Ragged Clown

It's just a shadow you're seeing that he's chasing…


Songs of Praise

Here’s the common thread that runs through half-a-dozen news stories every day. Yesterday, for example: a schoolteacher arrested and charged in Sudan for allowing children to call a teddy bear Muhammad; the poor, ethnically mixed housing estates around Paris going up in smoke again; Israel-Palestine peace talks, with their implications for relations between Muslims and non-Muslims everywhere; a Jewish school in London criticised for insisting that for a child to qualify for admission the applicant’s mother had to be born Jewish; angry scenes in Oxford as a student debating society offers a platform to a Holocaust denier.

Timothy Garton Ash, in The Guardian, might have also mentioned a incident that occurred today in my workplace.

Someone had left a pile of flyers for a performance of sacred music at their local church on the counter in the kitchen. I was intrigued because I happen to enjoy cello music, Christmas Carols and Episcopalian churches and I expect I would find the combination of the three especially pleasing.

A colleague, though, felt that it was inappropriate to advertise a religious service in the workplace and we discussed the topic over email. I made a rather clumsy case for liberal tolerance of religion and so was pleasantly surprised to find, during my lunchtime browsing, TGA’s article making the same case in The Guardian in which he says many wise things.

We do, however, need to be clearer about the difference between secularism and atheism. Secularism, in my view, should be an argument about arrangements for a shared public and social life; atheism is an argument about scientific truth, individual liberation and the nature of the good life.

It’s a good article and I heartily agree with most of it. The comments are (mostly)  good too.

I think western civilisation would be much the poorer without Christmas Carols and a policy that bans flyers for church services in the workplace would not only be unfair (unless it also banned flyers for craft fairs of wives CEOs and Free Kiwis) but would make the workplace a less pleasant place to be.

Not sure why TGA felt it necessary to preface his article with a declaration of his liberal faith…

I’m a liberal, so I start from liberalism – not in the parody version propagated by the American right, but liberalism properly understood as a quest for the greatest possible measure of individual human freedom, compatible with the freedom of others.

… but I kind of like that too.

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8 responses to Songs of Praise

Kevin November 29, 2007

epilogue: The flyers are gone.

Rob November 29, 2007

How do you do a smiley?

Rob November 29, 2007

That should read: “How do you do a <rolls eyes> smiley?”

Kevin November 29, 2007

They were all gone by 9:30. I took all the kiwis.

Captain Groggy Swagg December 3, 2007

I don’t think the fliers would be a bad thing. I whole-heartedly agree also that Christmas is a cultural part of America, especially the shopping part. None of the Christmas themed decor of the season bothers me at all. Nor do the Hanuka symbols. I am even tempted to get a tree myself, though I would want it black with red ornaments and lights.

There are some religious things that are ingrained into our daily lives that do bug me. What do you do when you sit at a dinner table and someone says grace? I usually *look* down and stay quiet (no amen). What would you do if you were *asked* to say grace? I know that I would politely refuse. When saying the Pledge of Allegiance in school, did you skip the “Under God” line like me? In a courtroom, what book does an atheist get to swear on? Would you endure it with a bible? Have you ever attended church with someone for some reason or another just to be respectful? I did for the last time about 9 years ago. It was terrible. They made everyone march in front of the minister and take the bread wafer and if you refused (like I did) they said out loud, “Are you sure?” The common theme to these is that I am expected by social norms to participate and I cannot in good conscious do so.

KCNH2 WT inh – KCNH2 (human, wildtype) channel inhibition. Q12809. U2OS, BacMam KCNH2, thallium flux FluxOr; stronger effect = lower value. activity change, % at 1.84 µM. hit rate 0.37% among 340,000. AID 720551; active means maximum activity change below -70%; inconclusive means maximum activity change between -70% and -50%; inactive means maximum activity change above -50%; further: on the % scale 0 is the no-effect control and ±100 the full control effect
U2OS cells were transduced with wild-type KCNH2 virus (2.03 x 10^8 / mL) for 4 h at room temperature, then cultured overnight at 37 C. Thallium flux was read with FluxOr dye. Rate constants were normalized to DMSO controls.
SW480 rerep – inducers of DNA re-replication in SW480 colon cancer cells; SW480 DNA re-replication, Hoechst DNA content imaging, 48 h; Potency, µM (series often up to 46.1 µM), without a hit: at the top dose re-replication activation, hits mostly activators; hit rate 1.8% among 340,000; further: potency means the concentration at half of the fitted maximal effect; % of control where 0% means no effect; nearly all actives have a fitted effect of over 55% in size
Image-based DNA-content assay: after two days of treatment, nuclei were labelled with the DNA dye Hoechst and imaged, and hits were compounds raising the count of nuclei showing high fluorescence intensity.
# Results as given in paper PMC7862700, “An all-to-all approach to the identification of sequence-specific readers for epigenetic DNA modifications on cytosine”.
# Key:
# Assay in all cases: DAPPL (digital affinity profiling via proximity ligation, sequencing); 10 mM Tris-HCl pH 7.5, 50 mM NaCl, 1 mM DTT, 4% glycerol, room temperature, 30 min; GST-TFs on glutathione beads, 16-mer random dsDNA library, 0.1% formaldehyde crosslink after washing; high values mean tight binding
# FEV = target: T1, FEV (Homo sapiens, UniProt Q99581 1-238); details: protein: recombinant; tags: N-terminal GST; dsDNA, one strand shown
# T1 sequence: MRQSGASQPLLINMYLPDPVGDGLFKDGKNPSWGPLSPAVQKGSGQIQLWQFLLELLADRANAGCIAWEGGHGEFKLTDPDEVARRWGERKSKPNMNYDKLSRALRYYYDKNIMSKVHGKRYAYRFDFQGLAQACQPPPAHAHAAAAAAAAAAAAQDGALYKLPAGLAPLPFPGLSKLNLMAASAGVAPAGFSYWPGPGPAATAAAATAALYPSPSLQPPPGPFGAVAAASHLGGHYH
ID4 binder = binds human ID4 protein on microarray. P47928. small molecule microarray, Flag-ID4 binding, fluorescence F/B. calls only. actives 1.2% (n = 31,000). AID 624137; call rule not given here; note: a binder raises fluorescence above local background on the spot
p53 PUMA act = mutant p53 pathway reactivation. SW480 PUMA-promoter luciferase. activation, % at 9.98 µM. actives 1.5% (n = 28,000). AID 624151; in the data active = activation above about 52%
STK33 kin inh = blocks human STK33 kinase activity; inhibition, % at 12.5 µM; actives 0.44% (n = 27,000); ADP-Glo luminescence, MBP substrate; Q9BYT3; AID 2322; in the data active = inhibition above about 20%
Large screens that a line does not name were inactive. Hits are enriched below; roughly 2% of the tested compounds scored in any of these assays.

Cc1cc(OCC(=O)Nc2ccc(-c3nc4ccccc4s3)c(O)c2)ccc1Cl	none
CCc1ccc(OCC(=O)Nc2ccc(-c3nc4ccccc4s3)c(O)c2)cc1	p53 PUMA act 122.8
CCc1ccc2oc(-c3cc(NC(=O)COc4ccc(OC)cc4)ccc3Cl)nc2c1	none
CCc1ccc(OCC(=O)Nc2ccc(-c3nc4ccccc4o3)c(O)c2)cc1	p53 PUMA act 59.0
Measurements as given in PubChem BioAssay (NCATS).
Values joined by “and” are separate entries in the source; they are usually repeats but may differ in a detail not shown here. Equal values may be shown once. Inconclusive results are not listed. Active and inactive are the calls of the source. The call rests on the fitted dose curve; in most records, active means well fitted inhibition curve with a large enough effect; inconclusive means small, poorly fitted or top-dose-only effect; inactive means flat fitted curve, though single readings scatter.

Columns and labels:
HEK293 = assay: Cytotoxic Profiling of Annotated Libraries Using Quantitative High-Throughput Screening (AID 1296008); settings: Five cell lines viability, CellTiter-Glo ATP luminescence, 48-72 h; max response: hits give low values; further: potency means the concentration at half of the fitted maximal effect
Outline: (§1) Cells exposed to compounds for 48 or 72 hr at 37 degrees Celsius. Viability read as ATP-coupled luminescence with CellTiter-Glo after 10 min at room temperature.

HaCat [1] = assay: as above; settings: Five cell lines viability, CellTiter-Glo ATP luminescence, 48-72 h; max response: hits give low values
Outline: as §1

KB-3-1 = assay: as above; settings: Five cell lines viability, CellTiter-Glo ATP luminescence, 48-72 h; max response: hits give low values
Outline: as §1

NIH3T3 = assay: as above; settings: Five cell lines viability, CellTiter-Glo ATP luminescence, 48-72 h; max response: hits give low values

Do to the nature of these conversations we have had though, I have changed my posture on what I believe. I no longer answer the question, “What do you believe in,” with a meek response. I now hold my head high and state my belief and I never worry about who hears it. A change for the better I think.

Kevin December 4, 2007

Huh – your comments were stuck in my spam filter. odd.

I am fine w/ grace. I’ll even say amen. I could probably even muster up some humanistic words of gratitude if the occasion called for it. Wouldn’t enjoy it though.

Have never been called on to pledge allegiance although I did promise to serve my God, the queen, the Commonwealth and the Sea Cadet Corps on several occasions. To the 14 yr old who said them, they were just words. I wouldn’t say them now.

I’d happily swear on the bible. It’s the thought that counts and I am a sucker for tradition.

I went to church nearly every Sunday for several years after we got married. I enjoyed hearing what The Bish had to say. He was a good speaker. Still enjoy going to church when the occasion calls for it.

Never received communion. Never felt pressure to do so. Contrarian that I am, if I were forced to go to church, I would refuse.

At my girlfriend’s funeral in Malta, I was invited to deliver the Salt and Vinegar (whatever it was) to the priest. I felt very self conscious and had to decide whether to wave my hands around in cross-like gestures and whether to genuflect when I crossed the aisle like I had noticed everyone else doing. I decided I would not. I simply nodded my head respectfully when I handed over the Holy Condiments.

When asked what I believe, I too hold my head high and pronounce my creed in a loud clear voice. It feels good.

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